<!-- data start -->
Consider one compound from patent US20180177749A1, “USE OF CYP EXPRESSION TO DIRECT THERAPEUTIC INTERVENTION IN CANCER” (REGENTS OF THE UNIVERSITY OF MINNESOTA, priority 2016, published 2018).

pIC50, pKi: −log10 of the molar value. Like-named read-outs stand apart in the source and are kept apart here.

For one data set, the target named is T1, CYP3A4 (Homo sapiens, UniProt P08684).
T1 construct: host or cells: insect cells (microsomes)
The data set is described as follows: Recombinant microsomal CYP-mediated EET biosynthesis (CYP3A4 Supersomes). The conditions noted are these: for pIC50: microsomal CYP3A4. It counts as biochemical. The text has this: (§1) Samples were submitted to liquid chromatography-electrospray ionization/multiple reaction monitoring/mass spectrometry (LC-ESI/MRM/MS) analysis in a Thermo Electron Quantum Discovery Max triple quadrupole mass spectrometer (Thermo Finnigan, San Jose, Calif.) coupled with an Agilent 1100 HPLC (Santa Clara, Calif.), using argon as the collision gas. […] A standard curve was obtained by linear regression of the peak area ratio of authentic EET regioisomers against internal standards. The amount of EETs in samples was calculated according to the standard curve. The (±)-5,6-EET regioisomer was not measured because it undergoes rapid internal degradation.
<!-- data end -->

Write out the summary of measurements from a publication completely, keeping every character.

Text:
Consider one compound from patent US20180177749A1, “USE OF CYP EXPRESSION TO DIRECT THERAPEUTIC INTERVENTION IN CANCER” (REGENTS OF THE UNIVERSITY OF MINNESOTA, priority 2016, published 2018).

pIC50, pKi: −log10 of the molar value. Like-named read-outs stand apart in the source and are kept apart here.

For one data set, the target named is T1, CYP3A4 (Homo sapiens, UniProt P08684).
T1 construct: host or cells: insect cells (microsomes)
The data set is described as follows: Recombinant microsomal CYP-mediated EET biosynthesis (CYP3A4 Supersomes). The conditions noted are these: for pIC50: microsomal CYP3A4. It counts as biochemical. The text has this: (§1) Samples were submitted to liquid chromatography-electrospray ionization/multiple reaction monitoring/mass spectrometry (LC-ESI/MRM/MS) analysis in a Thermo Electron Quantum Discovery Max triple quadrupole mass spectrometer (Thermo Finnigan, San Jose, Calif.) coupled with an Agilent 1100 HPLC (Santa Clara, Calif.), using argon as the collision gas. […] A standard curve was obtained by linear regression of the peak area ratio of authentic EET regioisomers against internal standards. The amount of EETs in samples was calculated according to the standard curve. The (±)-5,6-EET regioisomer was not measured because it undergoes rapid internal degradation.